Federal prosecutors frequently choose to charge individual defendants with a variety of crimes under a number of different statutes. An organized crime figure who committed a murder while negotiating a drug deal, for example, might be indicted for murder, drug dealing, and numerous organized crime and conspiracy offenses. During the data collection process, the Justice Department asks the prosecutors to select the "lead charge" on all referrals that they handle. Obviously, these judgments often are somewhat subjective when multiple serious charges are involved. Sometimes, they are influenced by the political needs of the moment: an administration, for example, that wants to show the public it is concentrating on organized crime or threats to the nation's internal security.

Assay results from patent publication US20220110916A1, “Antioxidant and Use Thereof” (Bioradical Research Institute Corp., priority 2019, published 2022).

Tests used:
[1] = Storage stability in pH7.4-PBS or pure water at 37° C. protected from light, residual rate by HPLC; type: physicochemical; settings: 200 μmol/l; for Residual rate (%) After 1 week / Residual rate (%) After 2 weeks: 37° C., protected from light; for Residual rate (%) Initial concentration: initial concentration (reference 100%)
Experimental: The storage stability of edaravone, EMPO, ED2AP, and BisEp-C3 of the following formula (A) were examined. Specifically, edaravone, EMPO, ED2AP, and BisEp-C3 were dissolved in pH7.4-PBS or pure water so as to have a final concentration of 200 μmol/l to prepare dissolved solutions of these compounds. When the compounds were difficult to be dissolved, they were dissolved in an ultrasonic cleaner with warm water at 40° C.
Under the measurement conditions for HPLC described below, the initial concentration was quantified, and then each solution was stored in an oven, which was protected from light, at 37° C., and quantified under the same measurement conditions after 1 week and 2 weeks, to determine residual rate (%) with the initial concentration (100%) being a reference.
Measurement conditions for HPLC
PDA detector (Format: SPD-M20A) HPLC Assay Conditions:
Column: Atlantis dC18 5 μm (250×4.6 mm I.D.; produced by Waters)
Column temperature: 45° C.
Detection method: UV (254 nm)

Here then, as viewed through the lens of federal prosecutors across the
country, are the most frequently cited "lead charges" involved in referrals
coming from the ATF. The complete text of these frequently cited lead
charges can be viewed by selecting the particular statute of interest in
the following table.
|U.S. Code Section of Lead Charge||Description|
|18 USC 111||assaulting or intimidating govt employee|
|18 USC 371||conspiracy to defraud the U.S.|
|18 USC 842||explosives - unlawful acts|